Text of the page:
Wednesday, December 24, 2014
Shot heard around the world: Daesh (Islamic State) downs first coalition warplane, pilot captured
It was a shot heard around the world.
Hours after Daeseh militants claimed they had shot down a Royal Jordanian Air Force warplane over the Syrian city of Raqqa, internet search engines were kept humming with fresh updates on the identity and life history of the captured pilot.
As the rest of the world waits to usher in Christmas, the captured Jordanian pilot, said to be First Lieutenant Moaz Youssef al-Kasabeh, faces a fate worse than death.
He has become the centrepiece of Daesh's info ops campaign, which is apparently maximising the propaganda value of his capture. Going by how Daesh has treated its prisoners, the end game for the first pilot in IS hands isn't likely to be pretty.
For newsrooms around the world, starved of diary events as the corporate world winds down for Christmas and the New Year, this development is likely to become a fixture on their bulletins tonight and in tomorrow's newspapers.
It has already gained traction in cyberspace, just hours after Daesh militants claimed they shot down the warplane - the canopy of the downed plane (above) indicates it is an F-16 - with a MANPADS. Whether the single-engine jet fighter was brought down by enemy action, mechanical failure or pilot error, this event marked the first time a coalition warplane went down in Daesh territory.
So on the basis of news value alone, the "first" flagged for this event has caught the attention of newsrooms worldwide. And rightly so.
Add to this the dramatic pictures pumped into cyberspace from Raqqa, which apparently show al-Kasabeh soon after his capture and the riveting, made-for-TV story literally writes itself. It's just the thing that newsrooms need on a slow news day. This has helped Daesh corner world attention.
From what we can tell, Raqqa hasn't been bombed back into the Stone Age. And comms links with the outside world seem to work well enough for those images to be piped to the internet and thence to smart devices for a worldwide audience. Commonsense tells you that if those updates can get out from Raqqa, so can all sorts of other bulletins and instructions to sympathisers plugged into cyberspace.
If the account painted by Daesh can be verified, the downing of the jet after weeks after coalition airstrikes sends a clear and unmistakeable signal that IS has yet to be de-fanged. Indeed, the militants in the pictures hardly look on the brink of surrender nor malnourished due to the siege around their base.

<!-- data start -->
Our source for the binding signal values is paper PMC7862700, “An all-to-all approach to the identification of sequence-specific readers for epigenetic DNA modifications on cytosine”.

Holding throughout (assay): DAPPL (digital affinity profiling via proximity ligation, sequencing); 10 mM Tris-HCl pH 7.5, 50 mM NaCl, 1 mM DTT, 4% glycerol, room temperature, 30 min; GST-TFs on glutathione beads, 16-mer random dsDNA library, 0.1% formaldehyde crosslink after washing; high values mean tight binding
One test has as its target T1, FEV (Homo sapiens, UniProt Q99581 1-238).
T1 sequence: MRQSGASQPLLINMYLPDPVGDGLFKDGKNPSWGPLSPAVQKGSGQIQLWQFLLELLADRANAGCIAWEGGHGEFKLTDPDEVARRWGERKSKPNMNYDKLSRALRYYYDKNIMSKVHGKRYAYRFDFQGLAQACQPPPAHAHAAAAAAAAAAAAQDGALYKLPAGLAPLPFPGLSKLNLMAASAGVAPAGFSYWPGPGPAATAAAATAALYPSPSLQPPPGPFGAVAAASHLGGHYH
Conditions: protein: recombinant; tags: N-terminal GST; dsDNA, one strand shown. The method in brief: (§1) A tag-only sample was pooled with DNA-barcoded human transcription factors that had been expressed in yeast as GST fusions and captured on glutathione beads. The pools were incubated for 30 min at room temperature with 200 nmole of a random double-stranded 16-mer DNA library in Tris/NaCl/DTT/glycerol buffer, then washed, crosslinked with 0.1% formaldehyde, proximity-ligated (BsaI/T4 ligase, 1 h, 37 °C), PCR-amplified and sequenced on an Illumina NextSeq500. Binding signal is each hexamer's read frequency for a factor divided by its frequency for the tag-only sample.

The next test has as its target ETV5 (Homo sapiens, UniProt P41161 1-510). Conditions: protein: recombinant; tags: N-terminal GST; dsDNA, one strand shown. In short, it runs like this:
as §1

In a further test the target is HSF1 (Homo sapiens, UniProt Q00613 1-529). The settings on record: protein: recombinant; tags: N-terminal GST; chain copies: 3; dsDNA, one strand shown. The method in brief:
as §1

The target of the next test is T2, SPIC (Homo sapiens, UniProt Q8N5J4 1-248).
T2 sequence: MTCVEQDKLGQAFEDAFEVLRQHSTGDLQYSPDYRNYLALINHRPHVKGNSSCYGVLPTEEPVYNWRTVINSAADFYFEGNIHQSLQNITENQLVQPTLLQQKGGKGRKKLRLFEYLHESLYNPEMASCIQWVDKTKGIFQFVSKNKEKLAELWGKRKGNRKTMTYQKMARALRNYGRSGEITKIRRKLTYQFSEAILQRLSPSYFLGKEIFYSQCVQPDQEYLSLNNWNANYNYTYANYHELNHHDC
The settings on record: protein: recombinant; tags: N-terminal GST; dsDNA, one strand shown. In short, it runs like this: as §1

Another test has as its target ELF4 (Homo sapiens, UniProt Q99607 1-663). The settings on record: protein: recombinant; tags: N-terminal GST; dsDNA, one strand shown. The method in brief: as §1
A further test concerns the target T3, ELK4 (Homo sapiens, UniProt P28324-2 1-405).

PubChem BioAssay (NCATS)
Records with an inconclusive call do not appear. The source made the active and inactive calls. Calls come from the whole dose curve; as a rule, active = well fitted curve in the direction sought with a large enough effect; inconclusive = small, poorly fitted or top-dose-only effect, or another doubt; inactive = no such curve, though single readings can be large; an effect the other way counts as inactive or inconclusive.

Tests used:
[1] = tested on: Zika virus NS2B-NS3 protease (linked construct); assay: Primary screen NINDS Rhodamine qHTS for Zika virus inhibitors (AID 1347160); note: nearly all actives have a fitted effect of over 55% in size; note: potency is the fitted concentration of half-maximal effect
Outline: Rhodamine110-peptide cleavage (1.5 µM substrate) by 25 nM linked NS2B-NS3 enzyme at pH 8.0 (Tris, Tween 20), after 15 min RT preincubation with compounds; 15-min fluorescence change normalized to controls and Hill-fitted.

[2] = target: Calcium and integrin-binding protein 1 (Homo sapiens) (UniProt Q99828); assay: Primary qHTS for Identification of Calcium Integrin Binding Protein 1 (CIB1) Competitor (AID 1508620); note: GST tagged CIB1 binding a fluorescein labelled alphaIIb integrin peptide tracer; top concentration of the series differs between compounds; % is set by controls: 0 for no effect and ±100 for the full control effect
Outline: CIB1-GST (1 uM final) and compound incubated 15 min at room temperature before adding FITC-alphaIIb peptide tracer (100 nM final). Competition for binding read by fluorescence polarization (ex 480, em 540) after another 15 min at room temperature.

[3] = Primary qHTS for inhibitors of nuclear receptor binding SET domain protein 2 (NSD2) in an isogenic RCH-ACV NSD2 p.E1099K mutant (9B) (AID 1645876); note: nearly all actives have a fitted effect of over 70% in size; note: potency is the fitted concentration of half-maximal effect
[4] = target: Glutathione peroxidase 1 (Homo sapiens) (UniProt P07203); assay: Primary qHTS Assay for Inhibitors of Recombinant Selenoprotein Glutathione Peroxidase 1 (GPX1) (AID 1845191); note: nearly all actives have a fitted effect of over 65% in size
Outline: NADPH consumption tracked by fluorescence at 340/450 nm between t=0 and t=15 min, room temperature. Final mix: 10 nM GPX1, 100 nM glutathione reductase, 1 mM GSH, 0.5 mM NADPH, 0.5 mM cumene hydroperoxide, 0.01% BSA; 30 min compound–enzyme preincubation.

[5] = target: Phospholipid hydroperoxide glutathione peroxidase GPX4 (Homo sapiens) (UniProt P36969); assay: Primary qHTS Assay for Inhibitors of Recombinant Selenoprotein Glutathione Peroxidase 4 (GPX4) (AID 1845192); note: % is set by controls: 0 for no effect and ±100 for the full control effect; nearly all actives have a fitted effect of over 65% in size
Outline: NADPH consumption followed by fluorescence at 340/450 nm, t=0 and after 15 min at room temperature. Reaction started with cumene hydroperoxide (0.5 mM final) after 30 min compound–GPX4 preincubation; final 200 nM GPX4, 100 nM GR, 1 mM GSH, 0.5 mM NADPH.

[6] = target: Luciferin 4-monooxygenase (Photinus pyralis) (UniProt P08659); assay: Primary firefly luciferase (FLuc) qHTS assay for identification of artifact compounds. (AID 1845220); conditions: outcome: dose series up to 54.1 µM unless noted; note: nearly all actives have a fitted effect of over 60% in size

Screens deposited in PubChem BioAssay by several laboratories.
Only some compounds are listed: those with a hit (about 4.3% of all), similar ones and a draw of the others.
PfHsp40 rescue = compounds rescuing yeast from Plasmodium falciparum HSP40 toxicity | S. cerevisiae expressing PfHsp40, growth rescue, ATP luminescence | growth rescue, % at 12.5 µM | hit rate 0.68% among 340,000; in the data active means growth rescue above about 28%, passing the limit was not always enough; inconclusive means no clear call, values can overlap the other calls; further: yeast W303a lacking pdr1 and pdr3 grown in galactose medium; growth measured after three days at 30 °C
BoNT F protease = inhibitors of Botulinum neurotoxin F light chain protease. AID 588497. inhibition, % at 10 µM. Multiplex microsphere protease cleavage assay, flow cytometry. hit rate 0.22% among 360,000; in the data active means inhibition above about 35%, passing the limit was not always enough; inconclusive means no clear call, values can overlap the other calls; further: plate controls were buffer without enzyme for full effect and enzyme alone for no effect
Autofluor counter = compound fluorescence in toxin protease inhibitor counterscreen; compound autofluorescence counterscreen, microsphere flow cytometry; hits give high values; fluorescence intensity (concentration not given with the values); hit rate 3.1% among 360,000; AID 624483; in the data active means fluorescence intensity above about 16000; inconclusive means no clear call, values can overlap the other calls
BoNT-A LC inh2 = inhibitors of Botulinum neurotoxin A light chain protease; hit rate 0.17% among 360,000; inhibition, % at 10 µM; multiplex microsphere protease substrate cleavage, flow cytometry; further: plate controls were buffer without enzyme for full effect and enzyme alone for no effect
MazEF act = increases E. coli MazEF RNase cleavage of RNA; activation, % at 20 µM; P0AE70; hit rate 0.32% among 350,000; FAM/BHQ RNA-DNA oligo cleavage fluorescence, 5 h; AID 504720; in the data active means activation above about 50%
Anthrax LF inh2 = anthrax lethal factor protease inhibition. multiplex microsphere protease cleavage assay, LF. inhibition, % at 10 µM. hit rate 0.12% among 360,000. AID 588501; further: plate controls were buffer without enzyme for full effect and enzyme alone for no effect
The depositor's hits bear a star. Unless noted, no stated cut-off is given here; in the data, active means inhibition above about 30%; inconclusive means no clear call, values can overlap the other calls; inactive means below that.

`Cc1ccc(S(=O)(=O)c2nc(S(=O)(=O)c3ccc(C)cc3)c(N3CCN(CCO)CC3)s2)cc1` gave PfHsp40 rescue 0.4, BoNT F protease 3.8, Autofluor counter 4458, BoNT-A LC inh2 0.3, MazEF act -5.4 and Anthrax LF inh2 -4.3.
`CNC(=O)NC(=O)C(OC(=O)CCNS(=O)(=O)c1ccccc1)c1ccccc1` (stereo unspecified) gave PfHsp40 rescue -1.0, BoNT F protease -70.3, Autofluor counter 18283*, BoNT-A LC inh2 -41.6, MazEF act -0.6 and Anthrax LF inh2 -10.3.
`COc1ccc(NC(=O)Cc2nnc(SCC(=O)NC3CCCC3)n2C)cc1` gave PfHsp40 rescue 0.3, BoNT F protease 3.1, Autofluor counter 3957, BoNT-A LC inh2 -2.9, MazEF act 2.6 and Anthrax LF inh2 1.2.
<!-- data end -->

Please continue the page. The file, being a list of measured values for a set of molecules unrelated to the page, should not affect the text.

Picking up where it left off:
Daesh has shown it can absorb intense punishment from the combined air armada put together by the Arab armies and western forces - including nuclear-armed states. The concentrated air power unleashed by coalition forces would have put some armed forces in our neighbourhood out of business. And yet Daesh continues to fight on with a tenacity that is noteworthy.
Armed forces who rely principally on air power as the linchpin of their deterrence strategy should take note of the speed and the effectiveness with which the opposing force's propaganda machinery cranks into action to exploit the PR value of captured airmen. Mind you, that value gains a multiplier in the event of captured airwomen.
The importance of sanitising one's profile in cyberspace cannot be overemphasised. This episode once again highlights how social media accounts such as facebook will be mined for images and nuggets of information, to be tweeted and rebroadcast as fast as one can type.
Armed forces professionals may think nothing of such images during peacetime, but such images can easily be exploited to hurt one's loved ones or test the mettle of one's comrades when individuals are catapulted to media attention during a crisis. The question that begs asking is how one's armed forces can stand up to such theatrics when that moment comes unexpectedly.
In addition, the shoot down shows the disproportionate effect that setbacks - real or perceived - in an air campaign can have on the public psyche and world opinion.
The mental image of warplanes hitting hard with relative impunity, day and night with shock and awe, comes crashing down the moment the first pictures of a downed warplane start circulating in cyberspace. When captured pilots are paraded as war trophies, the limitations of air power as an instrument of war become stark, even unnerving. We saw this as long ago as Gulf War 1, when Royal Air Force Tornado pilots who were in the vanguard of coalition air strikes against Iraq were shown on Iraqi TV news, apparently battered and cowed into submission.
Now, we have a non-state actor whose playbook does not include long-term rehabilitation of POWs.
If past is prologue, we may have just seen a dead man walking.
Posted by David Boey at 10:00 PM